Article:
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'I'd struggle to see it as cheating': the policy and regulatory environments of study drug use at universities
journal contributionposted on 2021-01-01, 00:00 authored by Matthew DunnMatthew Dunn, Phillip DawsonPhillip Dawson, Margaret BearmanMargaret Bearman, Joanna TaiJoanna Tai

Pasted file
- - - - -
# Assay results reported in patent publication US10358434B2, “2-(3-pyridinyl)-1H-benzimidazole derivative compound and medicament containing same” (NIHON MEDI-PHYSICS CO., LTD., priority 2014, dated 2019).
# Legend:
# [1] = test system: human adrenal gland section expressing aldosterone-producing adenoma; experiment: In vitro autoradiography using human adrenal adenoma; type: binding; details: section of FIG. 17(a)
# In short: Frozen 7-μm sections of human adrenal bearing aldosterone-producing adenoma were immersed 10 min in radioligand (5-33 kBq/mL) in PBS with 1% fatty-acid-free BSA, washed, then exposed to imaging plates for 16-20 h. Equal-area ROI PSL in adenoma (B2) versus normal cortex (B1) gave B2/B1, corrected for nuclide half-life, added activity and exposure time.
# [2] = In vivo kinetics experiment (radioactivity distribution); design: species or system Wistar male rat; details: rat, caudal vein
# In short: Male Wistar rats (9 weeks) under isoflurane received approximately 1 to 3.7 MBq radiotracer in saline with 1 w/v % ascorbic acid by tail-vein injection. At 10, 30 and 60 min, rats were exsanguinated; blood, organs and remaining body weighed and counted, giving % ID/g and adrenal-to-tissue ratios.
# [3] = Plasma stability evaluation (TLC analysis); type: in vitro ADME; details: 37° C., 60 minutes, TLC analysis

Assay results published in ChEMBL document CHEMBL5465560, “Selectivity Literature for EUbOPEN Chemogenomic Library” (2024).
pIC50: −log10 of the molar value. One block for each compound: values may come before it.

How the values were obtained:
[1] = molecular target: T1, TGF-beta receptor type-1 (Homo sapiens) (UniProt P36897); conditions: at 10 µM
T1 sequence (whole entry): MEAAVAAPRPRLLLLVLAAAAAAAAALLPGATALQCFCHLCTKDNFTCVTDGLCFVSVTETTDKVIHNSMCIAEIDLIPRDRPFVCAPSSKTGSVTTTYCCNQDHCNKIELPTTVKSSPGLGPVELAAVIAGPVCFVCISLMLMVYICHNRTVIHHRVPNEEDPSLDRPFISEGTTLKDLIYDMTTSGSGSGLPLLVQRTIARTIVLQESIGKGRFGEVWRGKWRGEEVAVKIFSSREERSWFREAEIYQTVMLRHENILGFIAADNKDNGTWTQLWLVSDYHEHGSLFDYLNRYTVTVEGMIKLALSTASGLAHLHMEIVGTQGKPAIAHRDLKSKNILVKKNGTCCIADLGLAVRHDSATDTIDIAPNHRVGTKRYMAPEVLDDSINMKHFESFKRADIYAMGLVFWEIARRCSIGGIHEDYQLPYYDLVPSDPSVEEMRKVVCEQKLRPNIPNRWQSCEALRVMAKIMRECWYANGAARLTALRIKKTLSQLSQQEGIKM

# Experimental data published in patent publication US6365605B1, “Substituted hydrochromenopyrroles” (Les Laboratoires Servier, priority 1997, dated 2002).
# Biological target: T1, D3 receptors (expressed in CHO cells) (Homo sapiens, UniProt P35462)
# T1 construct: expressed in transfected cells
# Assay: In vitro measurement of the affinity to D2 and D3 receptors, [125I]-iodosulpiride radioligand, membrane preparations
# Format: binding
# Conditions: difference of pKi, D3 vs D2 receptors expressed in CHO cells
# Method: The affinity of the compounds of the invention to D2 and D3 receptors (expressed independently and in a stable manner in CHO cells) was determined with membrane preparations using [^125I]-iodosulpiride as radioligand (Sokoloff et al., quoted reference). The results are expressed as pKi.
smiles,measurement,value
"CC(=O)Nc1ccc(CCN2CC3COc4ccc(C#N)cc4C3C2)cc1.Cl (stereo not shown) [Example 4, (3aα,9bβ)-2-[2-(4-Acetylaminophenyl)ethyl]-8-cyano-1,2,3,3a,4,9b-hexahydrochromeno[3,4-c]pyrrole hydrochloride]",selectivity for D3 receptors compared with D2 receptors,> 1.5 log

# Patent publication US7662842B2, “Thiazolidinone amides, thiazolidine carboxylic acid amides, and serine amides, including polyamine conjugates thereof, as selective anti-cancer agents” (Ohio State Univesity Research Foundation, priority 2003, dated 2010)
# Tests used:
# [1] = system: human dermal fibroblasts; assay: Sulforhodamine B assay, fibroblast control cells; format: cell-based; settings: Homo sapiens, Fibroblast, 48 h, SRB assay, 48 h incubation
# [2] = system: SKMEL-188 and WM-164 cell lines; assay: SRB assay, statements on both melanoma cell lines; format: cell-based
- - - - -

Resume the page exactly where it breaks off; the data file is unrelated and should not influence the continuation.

Students use various licit and illicit substances to enhance their academic performance. As yet, no study has explored whether this is an issue of concern for those working in the higher education sector. This study aimed to explore study drug policy, regulatory environments and responses within Australian universities. Semi-structured interviews were conducted with 14 participants from five Australian universities. Nine participants were based in school/department, faculty, or institutional head of teaching and learning roles; six participants were in student support roles. Eight participants had direct teaching experience. Three themes emerged from the data analysis. Study drug use was seen as a health problem rather than a threat to academic integrity. Participants believed that attributes of the university setting may facilitate study drug use, but also considered that some attributes may prevent the uptake of use, such as a stronger emphasis on universities promoting the benefits of a balanced lifestyle.